LINCOLN FINANCIAL AIMS AD EFFORT AT SUPERRICH IN U.S.: UNUSUAL MEDIA BUYS BACKED BY $30 MIL BUDGET TARGET AFFLUENT

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Lincoln Financial Group is looking for a few good millionaires. So like the armed services, the financial services giant last week launched an advertising assault in TV and print.

As part of a $25 million to $30 million campaign focused on the affluent, Lincoln's latest TV spots target the 2% of the country's "superaffluent" households -- those with liquid assets of $1 million to $3 million. The broader "affluent" group represents 22% of U.S. households with assets of more than $100,000.

The new campaign, created by Martin/Williams, Minneapolis, seeks to reach the sometimes elusive ultrarich using meticulous research and unusual media buys. For instance, the ads appear in traditional upscale business publications Forbes, Worth and Kiplinger's but also in Gourmet, Architectural Digest, Tennis and Travel & Leisure.

SPECIAL EVENTS

Lincoln also is planning more than 100 tony special events during the year including a cocktail party for 40 at the Smithsonian in Washington, a private event in New York with presidential hopeful Steve Forbes and an ESPN night at the Los Angeles Forum with NBA Lakers executive Jerry West.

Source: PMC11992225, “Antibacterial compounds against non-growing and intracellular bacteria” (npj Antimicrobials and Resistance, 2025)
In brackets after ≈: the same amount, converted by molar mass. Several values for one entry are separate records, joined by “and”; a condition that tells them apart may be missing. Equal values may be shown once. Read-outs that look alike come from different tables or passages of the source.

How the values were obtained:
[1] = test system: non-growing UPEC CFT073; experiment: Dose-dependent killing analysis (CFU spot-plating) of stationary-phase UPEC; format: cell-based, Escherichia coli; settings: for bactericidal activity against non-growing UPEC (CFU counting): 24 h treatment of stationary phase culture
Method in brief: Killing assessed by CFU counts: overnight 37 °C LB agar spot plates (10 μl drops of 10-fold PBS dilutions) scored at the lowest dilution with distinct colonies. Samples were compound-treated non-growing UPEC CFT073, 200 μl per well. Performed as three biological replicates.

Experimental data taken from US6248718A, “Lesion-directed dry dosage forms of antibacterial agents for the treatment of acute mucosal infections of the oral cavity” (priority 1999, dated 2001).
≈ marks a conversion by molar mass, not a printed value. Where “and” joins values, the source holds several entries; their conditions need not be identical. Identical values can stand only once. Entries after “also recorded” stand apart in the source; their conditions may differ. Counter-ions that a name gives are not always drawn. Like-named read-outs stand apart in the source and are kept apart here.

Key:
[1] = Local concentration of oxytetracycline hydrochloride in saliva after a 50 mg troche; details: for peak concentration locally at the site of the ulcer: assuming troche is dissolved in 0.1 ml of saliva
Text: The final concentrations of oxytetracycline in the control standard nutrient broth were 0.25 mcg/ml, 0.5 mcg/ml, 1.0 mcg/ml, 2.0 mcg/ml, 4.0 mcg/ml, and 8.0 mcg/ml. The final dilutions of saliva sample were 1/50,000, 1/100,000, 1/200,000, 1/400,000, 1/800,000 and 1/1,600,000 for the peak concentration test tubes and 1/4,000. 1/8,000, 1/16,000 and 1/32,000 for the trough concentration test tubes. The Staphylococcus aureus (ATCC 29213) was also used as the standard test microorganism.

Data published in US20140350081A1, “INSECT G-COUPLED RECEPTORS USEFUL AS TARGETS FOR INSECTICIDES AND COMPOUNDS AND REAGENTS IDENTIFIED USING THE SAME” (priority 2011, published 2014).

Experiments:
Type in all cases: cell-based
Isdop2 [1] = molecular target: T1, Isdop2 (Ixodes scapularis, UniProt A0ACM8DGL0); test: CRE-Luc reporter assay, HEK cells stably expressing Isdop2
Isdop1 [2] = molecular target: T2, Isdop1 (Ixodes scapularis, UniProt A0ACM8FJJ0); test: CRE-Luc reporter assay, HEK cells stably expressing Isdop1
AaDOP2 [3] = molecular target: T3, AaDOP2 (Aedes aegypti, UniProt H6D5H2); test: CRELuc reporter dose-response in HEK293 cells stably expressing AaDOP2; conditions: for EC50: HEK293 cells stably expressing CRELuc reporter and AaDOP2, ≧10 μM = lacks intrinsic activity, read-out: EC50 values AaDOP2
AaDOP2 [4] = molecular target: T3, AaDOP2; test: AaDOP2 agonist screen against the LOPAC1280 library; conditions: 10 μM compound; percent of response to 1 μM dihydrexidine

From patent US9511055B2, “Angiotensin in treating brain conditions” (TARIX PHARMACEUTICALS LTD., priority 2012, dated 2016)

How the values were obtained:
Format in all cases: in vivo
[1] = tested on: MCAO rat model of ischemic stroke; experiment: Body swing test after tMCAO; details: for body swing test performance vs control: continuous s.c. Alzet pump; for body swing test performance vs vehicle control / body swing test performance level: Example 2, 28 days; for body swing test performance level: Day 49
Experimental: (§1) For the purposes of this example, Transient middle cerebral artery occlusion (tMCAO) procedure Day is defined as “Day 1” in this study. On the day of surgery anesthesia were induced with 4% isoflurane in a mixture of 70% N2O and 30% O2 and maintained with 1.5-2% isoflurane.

"From our media research, one of the things we found about this group is they are very selective about how they consume media," said Pam Malone, Martin/Williams management supervisor.

Thanks to heady economic times, Lincoln's select target group is growing at a wild pace. Over the next decade, the number of people who become millionaires is expected to grow at a rate 17 times that of the general population, according to researcher Affluent Marketing Institute.

ADDITIONAL, ONGOING EFFORT

While Lincoln's latest effort seeks to reach the uber-wealthy, the ongoing ad campaign -- tested in four markets last year -- has a broader goal. Lincoln is looking to expand its insurance-company heritage; its other services include annuities, mutual funds, estate planning and investment management.

"Any ad campaign should build your awareness as a company, and we expect a quantitative shift in recall with consumers," said Gloster Current, Lincoln VP-marketing and public relations. "We also expect to communicate a message that we are the company that makes financial information clear; that we help consumers make their own decisions. And we expect to generate leads for our planners in

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